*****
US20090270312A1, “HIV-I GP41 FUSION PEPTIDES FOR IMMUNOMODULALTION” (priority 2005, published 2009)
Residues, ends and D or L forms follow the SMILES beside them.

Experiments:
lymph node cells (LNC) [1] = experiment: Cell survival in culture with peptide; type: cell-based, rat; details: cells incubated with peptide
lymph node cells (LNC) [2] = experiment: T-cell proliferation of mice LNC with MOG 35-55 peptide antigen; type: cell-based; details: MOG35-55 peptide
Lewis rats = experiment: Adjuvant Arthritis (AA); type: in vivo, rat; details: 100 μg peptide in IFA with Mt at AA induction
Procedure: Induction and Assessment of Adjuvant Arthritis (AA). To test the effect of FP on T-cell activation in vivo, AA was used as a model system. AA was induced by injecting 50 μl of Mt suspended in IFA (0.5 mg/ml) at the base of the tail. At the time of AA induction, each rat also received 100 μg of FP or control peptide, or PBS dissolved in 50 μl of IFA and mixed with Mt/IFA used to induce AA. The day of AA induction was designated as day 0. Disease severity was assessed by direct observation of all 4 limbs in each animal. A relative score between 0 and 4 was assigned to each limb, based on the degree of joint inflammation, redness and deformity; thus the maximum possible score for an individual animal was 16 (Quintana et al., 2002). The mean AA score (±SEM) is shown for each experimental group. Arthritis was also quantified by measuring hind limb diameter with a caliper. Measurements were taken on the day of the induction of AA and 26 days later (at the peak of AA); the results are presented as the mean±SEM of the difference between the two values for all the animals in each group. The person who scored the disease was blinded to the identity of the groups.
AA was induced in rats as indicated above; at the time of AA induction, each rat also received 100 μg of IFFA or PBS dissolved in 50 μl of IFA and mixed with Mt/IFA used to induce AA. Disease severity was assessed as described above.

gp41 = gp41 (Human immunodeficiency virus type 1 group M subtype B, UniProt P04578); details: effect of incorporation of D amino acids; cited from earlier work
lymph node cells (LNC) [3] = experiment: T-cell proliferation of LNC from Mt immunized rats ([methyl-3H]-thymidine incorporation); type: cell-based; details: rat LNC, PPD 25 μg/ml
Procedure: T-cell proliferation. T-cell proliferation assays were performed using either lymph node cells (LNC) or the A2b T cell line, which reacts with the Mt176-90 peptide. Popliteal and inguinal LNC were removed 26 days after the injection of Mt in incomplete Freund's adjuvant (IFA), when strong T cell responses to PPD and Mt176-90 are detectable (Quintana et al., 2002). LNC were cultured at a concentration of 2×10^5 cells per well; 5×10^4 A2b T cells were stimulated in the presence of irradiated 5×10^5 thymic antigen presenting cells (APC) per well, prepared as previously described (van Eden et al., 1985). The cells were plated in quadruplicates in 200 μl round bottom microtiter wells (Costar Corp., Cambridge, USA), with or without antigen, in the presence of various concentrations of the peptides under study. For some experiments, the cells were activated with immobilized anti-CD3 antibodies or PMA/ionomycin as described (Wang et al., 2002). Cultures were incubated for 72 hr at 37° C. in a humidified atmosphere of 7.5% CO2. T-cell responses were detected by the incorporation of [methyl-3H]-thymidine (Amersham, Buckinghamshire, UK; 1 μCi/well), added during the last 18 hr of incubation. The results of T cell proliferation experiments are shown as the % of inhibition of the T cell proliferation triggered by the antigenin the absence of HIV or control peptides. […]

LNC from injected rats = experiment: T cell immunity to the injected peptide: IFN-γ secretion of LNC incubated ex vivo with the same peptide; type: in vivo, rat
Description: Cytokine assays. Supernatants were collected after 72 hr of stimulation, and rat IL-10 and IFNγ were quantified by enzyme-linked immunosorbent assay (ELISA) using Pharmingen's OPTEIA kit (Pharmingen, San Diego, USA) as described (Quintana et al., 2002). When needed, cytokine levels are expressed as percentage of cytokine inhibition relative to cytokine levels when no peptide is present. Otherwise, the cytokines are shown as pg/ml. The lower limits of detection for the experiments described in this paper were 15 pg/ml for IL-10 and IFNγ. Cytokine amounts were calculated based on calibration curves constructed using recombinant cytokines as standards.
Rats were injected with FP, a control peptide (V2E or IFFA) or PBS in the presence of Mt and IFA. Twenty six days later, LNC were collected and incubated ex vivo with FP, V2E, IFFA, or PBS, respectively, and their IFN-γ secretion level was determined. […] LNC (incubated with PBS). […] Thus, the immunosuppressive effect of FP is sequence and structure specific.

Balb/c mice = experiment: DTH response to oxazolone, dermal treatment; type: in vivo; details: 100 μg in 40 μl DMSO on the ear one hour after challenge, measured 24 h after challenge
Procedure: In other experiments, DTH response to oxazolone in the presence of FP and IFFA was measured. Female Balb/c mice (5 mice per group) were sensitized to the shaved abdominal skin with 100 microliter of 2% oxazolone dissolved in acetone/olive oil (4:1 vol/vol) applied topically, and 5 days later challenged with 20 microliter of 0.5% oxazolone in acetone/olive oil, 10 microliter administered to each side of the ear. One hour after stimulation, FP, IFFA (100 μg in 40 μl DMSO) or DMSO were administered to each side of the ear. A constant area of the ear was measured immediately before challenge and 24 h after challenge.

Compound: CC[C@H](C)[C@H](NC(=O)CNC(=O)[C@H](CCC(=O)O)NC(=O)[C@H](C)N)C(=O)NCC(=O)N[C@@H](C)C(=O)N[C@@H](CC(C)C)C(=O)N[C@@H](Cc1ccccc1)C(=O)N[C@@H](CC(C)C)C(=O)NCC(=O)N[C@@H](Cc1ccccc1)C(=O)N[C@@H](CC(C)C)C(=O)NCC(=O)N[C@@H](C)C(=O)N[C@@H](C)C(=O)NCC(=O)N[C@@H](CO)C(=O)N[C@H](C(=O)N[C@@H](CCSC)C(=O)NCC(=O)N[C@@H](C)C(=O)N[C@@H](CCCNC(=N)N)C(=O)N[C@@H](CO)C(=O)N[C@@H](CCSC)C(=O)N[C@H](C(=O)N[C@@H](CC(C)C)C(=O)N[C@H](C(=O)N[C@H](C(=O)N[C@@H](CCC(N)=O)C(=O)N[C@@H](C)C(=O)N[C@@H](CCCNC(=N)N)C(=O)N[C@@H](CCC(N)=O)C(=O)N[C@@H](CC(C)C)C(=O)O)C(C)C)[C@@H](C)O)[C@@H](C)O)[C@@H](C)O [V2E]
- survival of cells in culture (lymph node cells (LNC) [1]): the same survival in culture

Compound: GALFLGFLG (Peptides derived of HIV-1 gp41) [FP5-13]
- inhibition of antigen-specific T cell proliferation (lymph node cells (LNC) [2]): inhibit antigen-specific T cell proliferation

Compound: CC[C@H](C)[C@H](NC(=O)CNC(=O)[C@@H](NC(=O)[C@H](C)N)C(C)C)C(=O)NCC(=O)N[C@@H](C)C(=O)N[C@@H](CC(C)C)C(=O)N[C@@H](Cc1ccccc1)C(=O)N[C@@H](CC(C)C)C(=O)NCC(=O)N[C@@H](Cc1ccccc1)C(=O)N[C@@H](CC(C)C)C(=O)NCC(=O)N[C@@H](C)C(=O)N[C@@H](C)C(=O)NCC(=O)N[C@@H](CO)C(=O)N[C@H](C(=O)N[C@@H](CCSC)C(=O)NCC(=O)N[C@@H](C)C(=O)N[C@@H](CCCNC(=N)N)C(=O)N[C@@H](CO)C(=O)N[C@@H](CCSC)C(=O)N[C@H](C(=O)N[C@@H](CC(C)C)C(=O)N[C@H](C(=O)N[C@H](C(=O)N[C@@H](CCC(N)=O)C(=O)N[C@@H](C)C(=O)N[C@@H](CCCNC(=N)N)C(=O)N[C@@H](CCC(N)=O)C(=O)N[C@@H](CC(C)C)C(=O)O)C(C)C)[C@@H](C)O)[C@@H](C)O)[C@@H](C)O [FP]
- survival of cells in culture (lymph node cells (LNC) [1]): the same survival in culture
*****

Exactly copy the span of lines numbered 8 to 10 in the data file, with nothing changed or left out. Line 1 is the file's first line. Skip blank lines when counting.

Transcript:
AA was induced in rats as indicated above; at the time of AA induction, each rat also received 100 μg of IFFA or PBS dissolved in 50 μl of IFA and mixed with Mt/IFA used to induce AA. Disease severity was assessed as described above.

gp41 = gp41 (Human immunodeficiency virus type 1 group M subtype B, UniProt P04578); details: effect of incorporation of D amino acids; cited from earlier work
lymph node cells (LNC) [3] = experiment: T-cell proliferation of LNC from Mt immunized rats ([methyl-3H]-thymidine incorporation); type: cell-based; details: rat LNC, PPD 25 μg/ml